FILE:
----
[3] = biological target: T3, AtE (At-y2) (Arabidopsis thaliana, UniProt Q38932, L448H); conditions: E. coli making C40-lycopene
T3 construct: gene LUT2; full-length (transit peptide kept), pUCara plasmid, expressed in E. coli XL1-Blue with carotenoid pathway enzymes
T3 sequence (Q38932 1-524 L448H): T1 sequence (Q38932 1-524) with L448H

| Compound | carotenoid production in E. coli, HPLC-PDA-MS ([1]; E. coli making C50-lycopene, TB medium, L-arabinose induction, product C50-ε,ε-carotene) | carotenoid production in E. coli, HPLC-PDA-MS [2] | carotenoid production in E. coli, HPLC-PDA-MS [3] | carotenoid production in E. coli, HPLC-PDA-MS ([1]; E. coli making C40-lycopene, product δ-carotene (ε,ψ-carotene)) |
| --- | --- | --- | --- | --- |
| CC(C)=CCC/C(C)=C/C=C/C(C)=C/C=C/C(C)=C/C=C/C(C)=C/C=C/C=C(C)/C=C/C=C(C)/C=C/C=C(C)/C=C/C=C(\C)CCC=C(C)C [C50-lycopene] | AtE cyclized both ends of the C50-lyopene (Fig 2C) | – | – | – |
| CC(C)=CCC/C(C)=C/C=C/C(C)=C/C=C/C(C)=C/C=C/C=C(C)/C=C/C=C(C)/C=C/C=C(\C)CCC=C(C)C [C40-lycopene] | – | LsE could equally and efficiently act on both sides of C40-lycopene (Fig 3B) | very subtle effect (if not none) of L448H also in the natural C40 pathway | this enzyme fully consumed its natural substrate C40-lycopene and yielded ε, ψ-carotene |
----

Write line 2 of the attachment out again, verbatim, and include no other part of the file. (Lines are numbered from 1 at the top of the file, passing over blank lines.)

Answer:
T3 construct: gene LUT2; full-length (transit peptide kept), pUCara plasmid, expressed in E. coli XL1-Blue with carotenoid pathway enzymes